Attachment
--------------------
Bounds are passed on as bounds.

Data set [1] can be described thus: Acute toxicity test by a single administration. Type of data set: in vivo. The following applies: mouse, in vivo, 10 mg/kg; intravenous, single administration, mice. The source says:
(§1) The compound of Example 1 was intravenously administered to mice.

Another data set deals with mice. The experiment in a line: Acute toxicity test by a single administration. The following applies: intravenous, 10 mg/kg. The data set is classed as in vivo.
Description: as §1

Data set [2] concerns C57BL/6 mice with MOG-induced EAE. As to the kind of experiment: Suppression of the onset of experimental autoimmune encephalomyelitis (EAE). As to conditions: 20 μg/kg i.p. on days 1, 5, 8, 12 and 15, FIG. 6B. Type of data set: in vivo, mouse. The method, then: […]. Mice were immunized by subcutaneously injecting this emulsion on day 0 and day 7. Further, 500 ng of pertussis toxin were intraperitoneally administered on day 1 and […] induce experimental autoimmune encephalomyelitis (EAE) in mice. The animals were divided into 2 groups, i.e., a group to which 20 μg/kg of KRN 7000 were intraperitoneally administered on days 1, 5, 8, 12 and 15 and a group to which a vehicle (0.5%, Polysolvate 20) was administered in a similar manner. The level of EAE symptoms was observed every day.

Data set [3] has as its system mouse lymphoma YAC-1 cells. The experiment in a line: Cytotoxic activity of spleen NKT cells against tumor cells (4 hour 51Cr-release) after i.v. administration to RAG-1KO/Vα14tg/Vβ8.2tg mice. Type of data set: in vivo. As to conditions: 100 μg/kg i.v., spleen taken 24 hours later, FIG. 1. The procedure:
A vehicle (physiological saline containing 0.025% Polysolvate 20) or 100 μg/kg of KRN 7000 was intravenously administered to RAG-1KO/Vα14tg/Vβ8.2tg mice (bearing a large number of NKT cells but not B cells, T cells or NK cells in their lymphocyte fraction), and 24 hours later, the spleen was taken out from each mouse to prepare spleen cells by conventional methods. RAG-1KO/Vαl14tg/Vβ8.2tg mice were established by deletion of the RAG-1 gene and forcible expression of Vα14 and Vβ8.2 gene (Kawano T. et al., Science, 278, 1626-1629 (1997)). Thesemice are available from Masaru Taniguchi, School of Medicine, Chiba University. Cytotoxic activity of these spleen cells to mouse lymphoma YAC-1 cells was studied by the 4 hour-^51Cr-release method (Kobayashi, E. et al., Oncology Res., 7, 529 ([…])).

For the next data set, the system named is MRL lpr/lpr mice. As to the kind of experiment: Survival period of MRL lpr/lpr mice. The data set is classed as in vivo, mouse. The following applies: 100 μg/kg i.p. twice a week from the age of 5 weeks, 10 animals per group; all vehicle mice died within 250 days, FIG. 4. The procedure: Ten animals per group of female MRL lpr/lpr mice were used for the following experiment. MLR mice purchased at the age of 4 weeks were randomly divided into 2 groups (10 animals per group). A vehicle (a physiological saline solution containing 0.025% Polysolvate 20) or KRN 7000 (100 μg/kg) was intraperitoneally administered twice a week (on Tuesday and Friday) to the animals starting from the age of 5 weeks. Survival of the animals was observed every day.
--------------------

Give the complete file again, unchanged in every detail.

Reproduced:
Bounds are passed on as bounds.

Data set [1] can be described thus: Acute toxicity test by a single administration. Type of data set: in vivo. The following applies: mouse, in vivo, 10 mg/kg; intravenous, single administration, mice. The source says:
(§1) The compound of Example 1 was intravenously administered to mice.

Another data set deals with mice. The experiment in a line: Acute toxicity test by a single administration. The following applies: intravenous, 10 mg/kg. The data set is classed as in vivo.
Description: as §1

Data set [2] concerns C57BL/6 mice with MOG-induced EAE. As to the kind of experiment: Suppression of the onset of experimental autoimmune encephalomyelitis (EAE). As to conditions: 20 μg/kg i.p. on days 1, 5, 8, 12 and 15, FIG. 6B. Type of data set: in vivo, mouse. The method, then: […]. Mice were immunized by subcutaneously injecting this emulsion on day 0 and day 7. Further, 500 ng of pertussis toxin were intraperitoneally administered on day 1 and […] induce experimental autoimmune encephalomyelitis (EAE) in mice. The animals were divided into 2 groups, i.e., a group to which 20 μg/kg of KRN 7000 were intraperitoneally administered on days 1, 5, 8, 12 and 15 and a group to which a vehicle (0.5%, Polysolvate 20) was administered in a similar manner. The level of EAE symptoms was observed every day.

Data set [3] has as its system mouse lymphoma YAC-1 cells. The experiment in a line: Cytotoxic activity of spleen NKT cells against tumor cells (4 hour 51Cr-release) after i.v. administration to RAG-1KO/Vα14tg/Vβ8.2tg mice. Type of data set: in vivo. As to conditions: 100 μg/kg i.v., spleen taken 24 hours later, FIG. 1. The procedure:
A vehicle (physiological saline containing 0.025% Polysolvate 20) or 100 μg/kg of KRN 7000 was intravenously administered to RAG-1KO/Vα14tg/Vβ8.2tg mice (bearing a large number of NKT cells but not B cells, T cells or NK cells in their lymphocyte fraction), and 24 hours later, the spleen was taken out from each mouse to prepare spleen cells by conventional methods. RAG-1KO/Vαl14tg/Vβ8.2tg mice were established by deletion of the RAG-1 gene and forcible expression of Vα14 and Vβ8.2 gene (Kawano T. et al., Science, 278, 1626-1629 (1997)). Thesemice are available from Masaru Taniguchi, School of Medicine, Chiba University. Cytotoxic activity of these spleen cells to mouse lymphoma YAC-1 cells was studied by the 4 hour-^51Cr-release method (Kobayashi, E. et al., Oncology Res., 7, 529 ([…])).

For the next data set, the system named is MRL lpr/lpr mice. As to the kind of experiment: Survival period of MRL lpr/lpr mice. The data set is classed as in vivo, mouse. The following applies: 100 μg/kg i.p. twice a week from the age of 5 weeks, 10 animals per group; all vehicle mice died within 250 days, FIG. 4. The procedure: Ten animals per group of female MRL lpr/lpr mice were used for the following experiment. MLR mice purchased at the age of 4 weeks were randomly divided into 2 groups (10 animals per group). A vehicle (a physiological saline solution containing 0.025% Polysolvate 20) or KRN 7000 (100 μg/kg) was intraperitoneally administered twice a week (on Tuesday and Friday) to the animals starting from the age of 5 weeks. Survival of the animals was observed every day.